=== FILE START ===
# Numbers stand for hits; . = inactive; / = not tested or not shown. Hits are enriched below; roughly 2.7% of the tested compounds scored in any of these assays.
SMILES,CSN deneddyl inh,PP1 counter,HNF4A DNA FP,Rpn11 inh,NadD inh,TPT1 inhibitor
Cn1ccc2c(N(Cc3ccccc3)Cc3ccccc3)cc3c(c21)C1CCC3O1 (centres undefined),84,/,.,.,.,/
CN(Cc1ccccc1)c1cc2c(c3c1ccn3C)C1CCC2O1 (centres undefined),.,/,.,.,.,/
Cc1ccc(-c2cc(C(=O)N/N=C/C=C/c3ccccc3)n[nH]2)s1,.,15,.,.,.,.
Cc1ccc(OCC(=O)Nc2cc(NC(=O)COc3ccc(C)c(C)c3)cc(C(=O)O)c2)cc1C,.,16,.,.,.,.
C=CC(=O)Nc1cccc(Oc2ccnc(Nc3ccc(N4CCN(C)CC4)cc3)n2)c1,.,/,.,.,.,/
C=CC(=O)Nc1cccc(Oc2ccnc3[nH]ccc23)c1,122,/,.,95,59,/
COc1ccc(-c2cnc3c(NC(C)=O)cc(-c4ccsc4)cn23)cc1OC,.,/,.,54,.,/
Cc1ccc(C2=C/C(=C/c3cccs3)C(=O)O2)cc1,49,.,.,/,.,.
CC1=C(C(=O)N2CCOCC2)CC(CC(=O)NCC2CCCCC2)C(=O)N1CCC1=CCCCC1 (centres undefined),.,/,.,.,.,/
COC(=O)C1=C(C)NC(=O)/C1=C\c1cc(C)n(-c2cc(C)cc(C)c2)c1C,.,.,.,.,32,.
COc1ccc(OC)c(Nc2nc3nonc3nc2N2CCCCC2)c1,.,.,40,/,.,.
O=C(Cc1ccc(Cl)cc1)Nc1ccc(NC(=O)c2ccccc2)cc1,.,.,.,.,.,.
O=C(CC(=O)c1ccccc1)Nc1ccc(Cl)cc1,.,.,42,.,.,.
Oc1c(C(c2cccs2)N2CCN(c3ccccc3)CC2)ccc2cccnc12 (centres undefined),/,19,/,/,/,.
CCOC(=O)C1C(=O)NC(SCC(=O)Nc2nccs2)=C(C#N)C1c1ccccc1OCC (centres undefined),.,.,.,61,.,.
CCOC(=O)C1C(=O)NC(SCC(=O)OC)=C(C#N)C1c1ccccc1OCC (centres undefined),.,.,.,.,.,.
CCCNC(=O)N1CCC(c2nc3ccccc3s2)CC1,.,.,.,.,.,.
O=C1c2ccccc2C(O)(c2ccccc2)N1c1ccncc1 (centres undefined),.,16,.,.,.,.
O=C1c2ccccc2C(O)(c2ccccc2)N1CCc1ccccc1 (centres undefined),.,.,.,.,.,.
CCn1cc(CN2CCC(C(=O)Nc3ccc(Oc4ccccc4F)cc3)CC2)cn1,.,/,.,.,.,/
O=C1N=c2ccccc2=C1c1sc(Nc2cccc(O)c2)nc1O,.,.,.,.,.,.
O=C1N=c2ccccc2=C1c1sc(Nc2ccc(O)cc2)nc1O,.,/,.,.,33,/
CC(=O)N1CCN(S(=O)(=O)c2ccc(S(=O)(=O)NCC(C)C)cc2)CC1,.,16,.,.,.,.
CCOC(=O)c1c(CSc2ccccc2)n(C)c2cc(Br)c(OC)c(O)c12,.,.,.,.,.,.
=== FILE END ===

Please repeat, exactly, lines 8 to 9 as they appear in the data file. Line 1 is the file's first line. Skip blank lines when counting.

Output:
C=CC(=O)Nc1cccc(Oc2ccnc3[nH]ccc23)c1,122,/,.,95,59,/
COc1ccc(-c2cnc3c(NC(C)=O)cc(-c4ccsc4)cn23)cc1OC,.,/,.,54,.,/